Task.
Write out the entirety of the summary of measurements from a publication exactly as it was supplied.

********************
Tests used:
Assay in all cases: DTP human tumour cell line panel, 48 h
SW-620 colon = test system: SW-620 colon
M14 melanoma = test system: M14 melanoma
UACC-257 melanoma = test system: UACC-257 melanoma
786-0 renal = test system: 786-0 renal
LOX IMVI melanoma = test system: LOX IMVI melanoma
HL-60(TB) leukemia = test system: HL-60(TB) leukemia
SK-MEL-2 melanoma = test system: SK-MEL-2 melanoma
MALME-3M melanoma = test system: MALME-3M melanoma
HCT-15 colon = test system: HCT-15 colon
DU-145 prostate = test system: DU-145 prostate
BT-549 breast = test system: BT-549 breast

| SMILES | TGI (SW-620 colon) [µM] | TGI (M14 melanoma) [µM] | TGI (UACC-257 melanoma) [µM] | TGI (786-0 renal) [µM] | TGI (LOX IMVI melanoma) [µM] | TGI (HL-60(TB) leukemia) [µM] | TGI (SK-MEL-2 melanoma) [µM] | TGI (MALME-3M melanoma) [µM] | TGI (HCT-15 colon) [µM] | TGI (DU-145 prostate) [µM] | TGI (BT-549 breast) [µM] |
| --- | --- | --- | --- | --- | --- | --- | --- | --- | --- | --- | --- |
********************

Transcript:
Tests used:
Assay in all cases: DTP human tumour cell line panel, 48 h
SW-620 colon = test system: SW-620 colon
M14 melanoma = test system: M14 melanoma
UACC-257 melanoma = test system: UACC-257 melanoma
786-0 renal = test system: 786-0 renal
LOX IMVI melanoma = test system: LOX IMVI melanoma
HL-60(TB) leukemia = test system: HL-60(TB) leukemia
SK-MEL-2 melanoma = test system: SK-MEL-2 melanoma
MALME-3M melanoma = test system: MALME-3M melanoma
HCT-15 colon = test system: HCT-15 colon
DU-145 prostate = test system: DU-145 prostate
BT-549 breast = test system: BT-549 breast

| SMILES | TGI (SW-620 colon) [µM] | TGI (M14 melanoma) [µM] | TGI (UACC-257 melanoma) [µM] | TGI (786-0 renal) [µM] | TGI (LOX IMVI melanoma) [µM] | TGI (HL-60(TB) leukemia) [µM] | TGI (SK-MEL-2 melanoma) [µM] | TGI (MALME-3M melanoma) [µM] | TGI (HCT-15 colon) [µM] | TGI (DU-145 prostate) [µM] | TGI (BT-549 breast) [µM] |
| --- | --- | --- | --- | --- | --- | --- | --- | --- | --- | --- | --- |